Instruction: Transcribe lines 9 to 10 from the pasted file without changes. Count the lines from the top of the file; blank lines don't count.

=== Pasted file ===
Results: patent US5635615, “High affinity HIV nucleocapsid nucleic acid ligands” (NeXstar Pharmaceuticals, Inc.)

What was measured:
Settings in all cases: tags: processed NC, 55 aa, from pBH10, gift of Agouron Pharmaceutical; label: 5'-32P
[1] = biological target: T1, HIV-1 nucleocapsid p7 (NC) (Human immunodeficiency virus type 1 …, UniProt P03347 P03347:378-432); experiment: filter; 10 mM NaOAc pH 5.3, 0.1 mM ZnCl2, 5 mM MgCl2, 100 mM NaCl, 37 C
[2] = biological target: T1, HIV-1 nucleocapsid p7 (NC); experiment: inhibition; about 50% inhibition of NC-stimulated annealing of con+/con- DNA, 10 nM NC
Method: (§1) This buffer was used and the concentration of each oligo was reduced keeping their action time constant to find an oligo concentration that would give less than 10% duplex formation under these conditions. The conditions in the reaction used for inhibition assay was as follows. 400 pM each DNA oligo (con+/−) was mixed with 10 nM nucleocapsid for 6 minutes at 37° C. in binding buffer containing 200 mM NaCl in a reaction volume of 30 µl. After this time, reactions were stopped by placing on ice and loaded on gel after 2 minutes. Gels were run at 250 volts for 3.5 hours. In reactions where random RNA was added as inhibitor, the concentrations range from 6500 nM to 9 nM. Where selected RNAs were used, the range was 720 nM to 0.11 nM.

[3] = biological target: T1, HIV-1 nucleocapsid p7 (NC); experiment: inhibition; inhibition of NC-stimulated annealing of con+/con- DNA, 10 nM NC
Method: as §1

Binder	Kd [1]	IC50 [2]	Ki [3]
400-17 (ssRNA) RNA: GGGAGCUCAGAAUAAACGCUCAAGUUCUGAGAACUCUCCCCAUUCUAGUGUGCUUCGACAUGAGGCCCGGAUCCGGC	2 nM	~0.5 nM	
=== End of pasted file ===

Binder	Kd [1]	IC50 [2]	Ki [3]
400-17 (ssRNA) RNA: GGGAGCUCAGAAUAAACGCUCAAGUUCUGAGAACUCUCCCCAUUCUAGUGUGCUUCGACAUGAGGCCCGGAUCCGGC	2 nM	~0.5 nM	